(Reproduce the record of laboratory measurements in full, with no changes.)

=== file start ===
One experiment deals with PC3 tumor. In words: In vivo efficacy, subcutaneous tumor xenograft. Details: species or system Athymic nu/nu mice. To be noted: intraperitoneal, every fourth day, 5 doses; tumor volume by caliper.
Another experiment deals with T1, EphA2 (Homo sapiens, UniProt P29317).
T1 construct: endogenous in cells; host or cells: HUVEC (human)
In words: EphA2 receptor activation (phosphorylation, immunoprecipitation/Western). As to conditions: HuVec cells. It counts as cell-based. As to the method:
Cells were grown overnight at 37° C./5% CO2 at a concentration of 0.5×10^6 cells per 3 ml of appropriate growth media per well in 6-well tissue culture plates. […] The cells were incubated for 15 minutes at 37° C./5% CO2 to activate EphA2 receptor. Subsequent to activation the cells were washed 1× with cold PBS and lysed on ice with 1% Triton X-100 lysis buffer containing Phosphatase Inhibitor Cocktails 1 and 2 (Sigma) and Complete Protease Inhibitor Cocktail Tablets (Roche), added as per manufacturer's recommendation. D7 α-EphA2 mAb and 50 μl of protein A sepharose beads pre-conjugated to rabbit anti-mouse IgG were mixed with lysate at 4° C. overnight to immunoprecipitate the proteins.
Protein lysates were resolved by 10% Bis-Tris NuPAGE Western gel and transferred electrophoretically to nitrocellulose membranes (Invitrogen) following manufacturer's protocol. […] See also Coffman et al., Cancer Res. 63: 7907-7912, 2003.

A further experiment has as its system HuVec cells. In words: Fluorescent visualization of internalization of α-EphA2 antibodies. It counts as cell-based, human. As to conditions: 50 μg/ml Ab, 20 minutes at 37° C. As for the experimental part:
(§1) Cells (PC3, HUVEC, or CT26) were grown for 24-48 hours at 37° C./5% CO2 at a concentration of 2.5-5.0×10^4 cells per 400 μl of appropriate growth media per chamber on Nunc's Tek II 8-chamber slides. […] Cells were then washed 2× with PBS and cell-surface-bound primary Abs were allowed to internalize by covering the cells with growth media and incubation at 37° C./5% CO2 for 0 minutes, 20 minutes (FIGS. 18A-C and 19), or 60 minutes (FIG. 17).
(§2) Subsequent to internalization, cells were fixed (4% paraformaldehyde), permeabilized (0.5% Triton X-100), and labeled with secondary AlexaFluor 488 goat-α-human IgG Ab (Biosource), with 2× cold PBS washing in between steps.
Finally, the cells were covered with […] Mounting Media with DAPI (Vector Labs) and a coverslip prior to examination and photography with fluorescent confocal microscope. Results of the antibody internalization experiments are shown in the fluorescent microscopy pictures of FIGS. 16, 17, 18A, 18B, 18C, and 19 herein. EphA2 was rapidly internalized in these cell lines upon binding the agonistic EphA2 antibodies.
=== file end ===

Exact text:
One experiment deals with PC3 tumor. In words: In vivo efficacy, subcutaneous tumor xenograft. Details: species or system Athymic nu/nu mice. To be noted: intraperitoneal, every fourth day, 5 doses; tumor volume by caliper.
Another experiment deals with T1, EphA2 (Homo sapiens, UniProt P29317).
T1 construct: endogenous in cells; host or cells: HUVEC (human)
In words: EphA2 receptor activation (phosphorylation, immunoprecipitation/Western). As to conditions: HuVec cells. It counts as cell-based. As to the method:
Cells were grown overnight at 37° C./5% CO2 at a concentration of 0.5×10^6 cells per 3 ml of appropriate growth media per well in 6-well tissue culture plates. […] The cells were incubated for 15 minutes at 37° C./5% CO2 to activate EphA2 receptor. Subsequent to activation the cells were washed 1× with cold PBS and lysed on ice with 1% Triton X-100 lysis buffer containing Phosphatase Inhibitor Cocktails 1 and 2 (Sigma) and Complete Protease Inhibitor Cocktail Tablets (Roche), added as per manufacturer's recommendation. D7 α-EphA2 mAb and 50 μl of protein A sepharose beads pre-conjugated to rabbit anti-mouse IgG were mixed with lysate at 4° C. overnight to immunoprecipitate the proteins.
Protein lysates were resolved by 10% Bis-Tris NuPAGE Western gel and transferred electrophoretically to nitrocellulose membranes (Invitrogen) following manufacturer's protocol. […] See also Coffman et al., Cancer Res. 63: 7907-7912, 2003.

A further experiment has as its system HuVec cells. In words: Fluorescent visualization of internalization of α-EphA2 antibodies. It counts as cell-based, human. As to conditions: 50 μg/ml Ab, 20 minutes at 37° C. As for the experimental part:
(§1) Cells (PC3, HUVEC, or CT26) were grown for 24-48 hours at 37° C./5% CO2 at a concentration of 2.5-5.0×10^4 cells per 400 μl of appropriate growth media per chamber on Nunc's Tek II 8-chamber slides. […] Cells were then washed 2× with PBS and cell-surface-bound primary Abs were allowed to internalize by covering the cells with growth media and incubation at 37° C./5% CO2 for 0 minutes, 20 minutes (FIGS. 18A-C and 19), or 60 minutes (FIG. 17).
(§2) Subsequent to internalization, cells were fixed (4% paraformaldehyde), permeabilized (0.5% Triton X-100), and labeled with secondary AlexaFluor 488 goat-α-human IgG Ab (Biosource), with 2× cold PBS washing in between steps.
Finally, the cells were covered with […] Mounting Media with DAPI (Vector Labs) and a coverslip prior to examination and photography with fluorescent confocal microscope. Results of the antibody internalization experiments are shown in the fluorescent microscopy pictures of FIGS. 16, 17, 18A, 18B, 18C, and 19 herein. EphA2 was rapidly internalized in these cell lines upon binding the agonistic EphA2 antibodies.